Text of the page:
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9 questions you were too grossed out to ask about the bacteria living on you

Hands under glow & tell machine in which microbes show up as white
Hands under glow & tell machine in which microbes show up as white
Photofusion/Universal Images Group/Getty Images

Your body is covered with microbes, inside and out. They're on your skin, in your ears, in your mouth, your gut, on your genitalia. It might sound gross, but it's perfectly normal — your bacterial cells outnumber your human cells by about ten to one.

And in recent decades, scientists have been learning much more about these microbes, even creating the Human Microbiome Project to categorize all the major microbial inhabitants that live on (and in) people. 

What researchers have discovered is that our bodies are essentially complex ecosystems of tiny living things. When these ecosystems are working normally, it helps us fight off harmful bacteria and aids in digestion. But scientists have also found that these microbial ecosystems can fall out of balance — and, some studies suggest, that could bring on a host of health problems, from obesity and eczema to allergies and possibly even some mental illnesses.

The science of the microbiome is still quite young — and, by and large, it's not yet ready to inform health or medical treatments. No one can tell you if a certain microbe really causes obesity or if you should be eating a special diet to influence your inner zoo. But the possibilities are certainly intriguing.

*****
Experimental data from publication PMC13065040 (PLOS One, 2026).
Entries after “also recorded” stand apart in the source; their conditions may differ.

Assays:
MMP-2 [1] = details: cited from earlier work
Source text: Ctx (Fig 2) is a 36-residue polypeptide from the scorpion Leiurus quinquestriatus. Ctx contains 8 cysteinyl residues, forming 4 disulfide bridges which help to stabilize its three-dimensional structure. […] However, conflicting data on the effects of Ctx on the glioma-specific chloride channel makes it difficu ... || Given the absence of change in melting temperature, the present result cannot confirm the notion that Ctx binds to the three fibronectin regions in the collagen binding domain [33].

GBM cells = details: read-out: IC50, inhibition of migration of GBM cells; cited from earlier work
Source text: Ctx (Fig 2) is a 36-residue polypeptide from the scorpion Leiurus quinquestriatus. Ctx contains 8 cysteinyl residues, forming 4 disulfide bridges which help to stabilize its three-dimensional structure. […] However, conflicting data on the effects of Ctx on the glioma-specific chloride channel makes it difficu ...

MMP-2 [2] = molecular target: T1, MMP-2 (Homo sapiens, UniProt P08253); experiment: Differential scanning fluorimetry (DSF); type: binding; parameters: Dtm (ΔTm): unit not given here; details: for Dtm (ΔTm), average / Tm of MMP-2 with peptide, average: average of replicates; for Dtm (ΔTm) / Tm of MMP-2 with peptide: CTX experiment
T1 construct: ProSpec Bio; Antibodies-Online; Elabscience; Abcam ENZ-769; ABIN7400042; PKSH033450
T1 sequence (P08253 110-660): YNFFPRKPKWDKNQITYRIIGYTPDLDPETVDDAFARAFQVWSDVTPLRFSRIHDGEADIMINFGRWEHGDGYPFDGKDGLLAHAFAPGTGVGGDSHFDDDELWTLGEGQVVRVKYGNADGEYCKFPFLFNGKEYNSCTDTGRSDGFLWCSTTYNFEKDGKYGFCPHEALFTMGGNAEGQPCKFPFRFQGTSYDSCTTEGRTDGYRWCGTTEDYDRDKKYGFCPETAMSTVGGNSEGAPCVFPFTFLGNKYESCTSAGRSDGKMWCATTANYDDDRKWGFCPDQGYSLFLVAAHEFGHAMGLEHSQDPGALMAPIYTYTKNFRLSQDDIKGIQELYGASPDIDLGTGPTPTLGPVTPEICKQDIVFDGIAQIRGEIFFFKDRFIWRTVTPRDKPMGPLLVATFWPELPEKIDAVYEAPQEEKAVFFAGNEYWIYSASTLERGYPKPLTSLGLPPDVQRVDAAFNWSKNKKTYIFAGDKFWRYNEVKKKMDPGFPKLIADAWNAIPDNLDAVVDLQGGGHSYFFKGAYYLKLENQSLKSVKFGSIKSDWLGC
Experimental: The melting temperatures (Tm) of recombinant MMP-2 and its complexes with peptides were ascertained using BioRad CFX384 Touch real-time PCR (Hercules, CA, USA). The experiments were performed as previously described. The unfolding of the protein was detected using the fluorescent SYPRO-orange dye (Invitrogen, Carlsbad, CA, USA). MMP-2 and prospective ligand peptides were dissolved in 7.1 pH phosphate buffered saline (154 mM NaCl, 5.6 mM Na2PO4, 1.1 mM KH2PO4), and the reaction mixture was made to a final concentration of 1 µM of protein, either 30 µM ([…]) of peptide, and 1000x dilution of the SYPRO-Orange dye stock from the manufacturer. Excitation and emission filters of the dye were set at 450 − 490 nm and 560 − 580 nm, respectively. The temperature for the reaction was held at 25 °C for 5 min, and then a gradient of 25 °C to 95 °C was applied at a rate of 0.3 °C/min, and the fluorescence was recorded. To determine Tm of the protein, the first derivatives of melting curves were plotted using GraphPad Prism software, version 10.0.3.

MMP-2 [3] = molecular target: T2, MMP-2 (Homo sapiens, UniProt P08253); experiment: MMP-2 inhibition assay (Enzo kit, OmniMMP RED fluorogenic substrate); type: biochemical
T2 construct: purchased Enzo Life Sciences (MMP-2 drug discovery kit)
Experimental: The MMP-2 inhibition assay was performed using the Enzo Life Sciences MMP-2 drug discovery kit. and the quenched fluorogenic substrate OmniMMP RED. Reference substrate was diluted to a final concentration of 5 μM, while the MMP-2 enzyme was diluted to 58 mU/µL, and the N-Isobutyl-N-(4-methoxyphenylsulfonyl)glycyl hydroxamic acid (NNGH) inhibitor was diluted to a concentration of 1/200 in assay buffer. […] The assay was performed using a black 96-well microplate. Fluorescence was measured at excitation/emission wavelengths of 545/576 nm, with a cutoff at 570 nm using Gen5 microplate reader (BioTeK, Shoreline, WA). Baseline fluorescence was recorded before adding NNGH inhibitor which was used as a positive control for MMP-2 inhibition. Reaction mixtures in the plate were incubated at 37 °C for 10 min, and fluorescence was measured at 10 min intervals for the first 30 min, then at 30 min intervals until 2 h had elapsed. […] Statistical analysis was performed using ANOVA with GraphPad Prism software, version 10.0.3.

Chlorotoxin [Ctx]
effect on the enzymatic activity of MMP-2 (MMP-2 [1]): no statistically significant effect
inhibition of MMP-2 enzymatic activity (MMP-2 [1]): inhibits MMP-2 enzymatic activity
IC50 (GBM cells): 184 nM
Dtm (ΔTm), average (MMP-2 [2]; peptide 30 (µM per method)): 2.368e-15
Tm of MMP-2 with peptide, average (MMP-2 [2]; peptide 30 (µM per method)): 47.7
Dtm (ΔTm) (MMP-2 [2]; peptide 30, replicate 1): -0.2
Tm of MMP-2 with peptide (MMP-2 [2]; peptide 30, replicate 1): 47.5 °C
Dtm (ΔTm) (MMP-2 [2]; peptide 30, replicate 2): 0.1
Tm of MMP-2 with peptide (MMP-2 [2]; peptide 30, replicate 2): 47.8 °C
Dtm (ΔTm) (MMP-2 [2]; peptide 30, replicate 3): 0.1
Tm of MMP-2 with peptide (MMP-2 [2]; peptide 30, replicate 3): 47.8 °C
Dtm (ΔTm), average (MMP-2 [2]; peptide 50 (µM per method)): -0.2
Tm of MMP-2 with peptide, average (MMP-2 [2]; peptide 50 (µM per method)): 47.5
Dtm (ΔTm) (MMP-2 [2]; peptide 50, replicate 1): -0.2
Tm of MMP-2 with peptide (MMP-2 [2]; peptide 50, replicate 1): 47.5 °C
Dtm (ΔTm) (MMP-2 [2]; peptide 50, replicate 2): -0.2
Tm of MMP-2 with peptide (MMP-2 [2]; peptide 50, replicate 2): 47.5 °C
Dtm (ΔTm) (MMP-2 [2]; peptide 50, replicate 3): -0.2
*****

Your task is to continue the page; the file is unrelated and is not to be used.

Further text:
1) What is the microbiome?

The human microbiome is the sum total of all the microbes that live in and on the human body, including viruses, fungi, archaea, and bacteria. (The word can also refer to the sequences of these species' genetic material.)

A lot of work on the human microbiome focuses on bacteria. Non-humans have microbiomes, too, including other primates, your pet dog, amphibians, soil, plants, you name it. The world is covered in microscopic creatures.

Microbiome body

Various groups of bacteria in locations around the human body. (Darryl Leja, NHGRI via Wikimedia Commons)

2) Am I wrong to not want trillions of microbes living on my body? This sounds bad.

It's not bad to have trillions of microbes living in and on you. In fact, it's perfectly healthy.

3) How did microbes get there in the first place?

A fetus in the womb is fairly sterile. But when babies are born, they pick up all sorts of microbes from either their mother's vagina or from the operating room, in the case of C-sections.

As it turns out, the method of delivery actually makes a difference. Studies suggest that children delivered by vaginal birth have a lower incidence of asthma and obesity, which some researchers think may be related to picking up better microbes while being born.